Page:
Developing policy informed by science and technology is now more complex than ever. Policymakers must address supply chains, climate change, inequality, technological breakthroughs, misinformation and more. Using artificial intelligence (AI) to mine the literature could put policymaking on a sounder footing.
Advanced big-data and natural-language-processing models enable decision makers to look beyond conventional indicators and expert discussions. Millions of scientific articles, patents and market reports can be readily analysed to identify megatrends or fading topics, and to provide predictive opportunities (see go.nature.com/31snkp5).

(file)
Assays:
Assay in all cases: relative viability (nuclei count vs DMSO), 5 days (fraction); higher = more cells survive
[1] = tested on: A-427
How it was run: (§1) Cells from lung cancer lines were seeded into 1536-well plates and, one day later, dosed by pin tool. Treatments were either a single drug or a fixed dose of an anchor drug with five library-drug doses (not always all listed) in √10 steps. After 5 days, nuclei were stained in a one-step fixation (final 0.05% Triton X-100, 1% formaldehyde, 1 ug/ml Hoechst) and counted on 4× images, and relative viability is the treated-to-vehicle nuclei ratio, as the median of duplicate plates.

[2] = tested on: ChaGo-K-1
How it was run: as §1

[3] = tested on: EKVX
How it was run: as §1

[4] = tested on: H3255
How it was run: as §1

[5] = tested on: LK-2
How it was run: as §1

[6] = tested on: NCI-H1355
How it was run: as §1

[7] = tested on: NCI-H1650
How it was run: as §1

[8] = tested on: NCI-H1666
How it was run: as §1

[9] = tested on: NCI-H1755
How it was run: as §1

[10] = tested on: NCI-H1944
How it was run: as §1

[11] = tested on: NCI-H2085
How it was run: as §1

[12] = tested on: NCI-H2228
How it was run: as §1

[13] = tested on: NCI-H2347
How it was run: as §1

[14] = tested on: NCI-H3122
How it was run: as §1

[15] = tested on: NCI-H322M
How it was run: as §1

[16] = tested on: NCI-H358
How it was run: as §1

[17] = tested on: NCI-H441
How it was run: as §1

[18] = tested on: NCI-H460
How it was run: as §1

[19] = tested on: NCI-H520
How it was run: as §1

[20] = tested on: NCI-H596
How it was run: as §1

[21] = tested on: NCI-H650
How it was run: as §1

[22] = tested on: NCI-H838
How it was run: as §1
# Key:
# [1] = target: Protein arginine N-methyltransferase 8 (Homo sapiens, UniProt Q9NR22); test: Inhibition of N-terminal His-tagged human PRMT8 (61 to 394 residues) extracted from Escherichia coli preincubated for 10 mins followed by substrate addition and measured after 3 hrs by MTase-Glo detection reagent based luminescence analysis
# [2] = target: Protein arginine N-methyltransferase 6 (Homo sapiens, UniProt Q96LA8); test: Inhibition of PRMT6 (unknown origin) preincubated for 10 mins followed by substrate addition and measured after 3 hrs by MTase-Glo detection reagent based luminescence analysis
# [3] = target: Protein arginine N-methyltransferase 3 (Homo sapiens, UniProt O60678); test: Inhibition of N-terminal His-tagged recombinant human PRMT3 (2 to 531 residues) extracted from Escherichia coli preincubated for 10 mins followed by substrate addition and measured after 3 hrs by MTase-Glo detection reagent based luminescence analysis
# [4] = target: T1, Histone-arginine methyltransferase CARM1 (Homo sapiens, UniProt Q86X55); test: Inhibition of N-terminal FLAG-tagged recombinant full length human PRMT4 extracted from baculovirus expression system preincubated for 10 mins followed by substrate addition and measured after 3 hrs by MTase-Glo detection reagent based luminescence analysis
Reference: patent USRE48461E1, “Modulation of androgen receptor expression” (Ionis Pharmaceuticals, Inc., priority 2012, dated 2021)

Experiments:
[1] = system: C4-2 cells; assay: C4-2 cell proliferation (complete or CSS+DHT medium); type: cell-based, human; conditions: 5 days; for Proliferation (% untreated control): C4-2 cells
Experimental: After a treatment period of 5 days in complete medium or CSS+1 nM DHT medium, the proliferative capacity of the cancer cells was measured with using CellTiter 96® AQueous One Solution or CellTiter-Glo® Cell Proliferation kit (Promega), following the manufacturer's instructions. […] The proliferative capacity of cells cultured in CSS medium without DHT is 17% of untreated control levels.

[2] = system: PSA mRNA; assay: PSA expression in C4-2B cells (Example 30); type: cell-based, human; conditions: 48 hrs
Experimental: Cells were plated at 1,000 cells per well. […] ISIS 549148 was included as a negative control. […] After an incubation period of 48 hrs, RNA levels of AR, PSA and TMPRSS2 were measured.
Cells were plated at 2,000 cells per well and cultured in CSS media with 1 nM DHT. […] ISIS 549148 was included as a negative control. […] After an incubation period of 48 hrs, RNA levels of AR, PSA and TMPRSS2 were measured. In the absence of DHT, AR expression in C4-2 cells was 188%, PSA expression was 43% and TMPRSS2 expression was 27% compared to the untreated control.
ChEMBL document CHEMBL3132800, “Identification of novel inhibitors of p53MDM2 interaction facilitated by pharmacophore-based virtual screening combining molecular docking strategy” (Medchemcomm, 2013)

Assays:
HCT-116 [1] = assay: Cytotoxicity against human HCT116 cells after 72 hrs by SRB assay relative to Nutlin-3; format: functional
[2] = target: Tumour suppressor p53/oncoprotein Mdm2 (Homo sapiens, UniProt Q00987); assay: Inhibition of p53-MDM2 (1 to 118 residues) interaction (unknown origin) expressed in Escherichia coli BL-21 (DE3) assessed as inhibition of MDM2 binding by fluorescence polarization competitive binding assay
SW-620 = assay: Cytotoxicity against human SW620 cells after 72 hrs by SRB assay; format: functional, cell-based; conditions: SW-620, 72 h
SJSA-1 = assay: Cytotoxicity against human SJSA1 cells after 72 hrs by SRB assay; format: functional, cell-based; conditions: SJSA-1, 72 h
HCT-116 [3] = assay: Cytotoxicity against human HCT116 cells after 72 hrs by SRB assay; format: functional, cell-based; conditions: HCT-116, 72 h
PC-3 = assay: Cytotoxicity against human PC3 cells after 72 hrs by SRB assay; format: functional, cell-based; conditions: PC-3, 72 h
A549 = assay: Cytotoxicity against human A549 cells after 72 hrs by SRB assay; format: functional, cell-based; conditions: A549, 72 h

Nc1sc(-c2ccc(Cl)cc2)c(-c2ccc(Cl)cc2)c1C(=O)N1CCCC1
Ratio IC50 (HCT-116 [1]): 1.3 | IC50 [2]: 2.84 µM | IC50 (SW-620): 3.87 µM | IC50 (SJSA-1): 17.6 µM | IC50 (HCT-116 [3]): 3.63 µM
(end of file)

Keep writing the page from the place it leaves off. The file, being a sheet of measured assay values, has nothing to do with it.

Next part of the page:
Machine learning can create maps of national competencies and centres of excellence of science and technology. It will find weak signals and potentially disruptive ‘wild-card’ effects, and can perform ‘gap analyses’ to guide legislation. Such applications could help steer more-proactive policymaking.
The COVID-19 pandemic needs coordination between teams with experience in applying AI (see, for example, J. Blumenstock Nature http://doi.org/d28w; 2020). The United Nations Educational, Scientific and Cultural Organization’s Global Futures Literacy Network (see go.nature.com/2nqqfpd) could help. Otherwise, the mismatch between science policy and reality will cost us all even more in the future.
Nature 583, 360 (2020)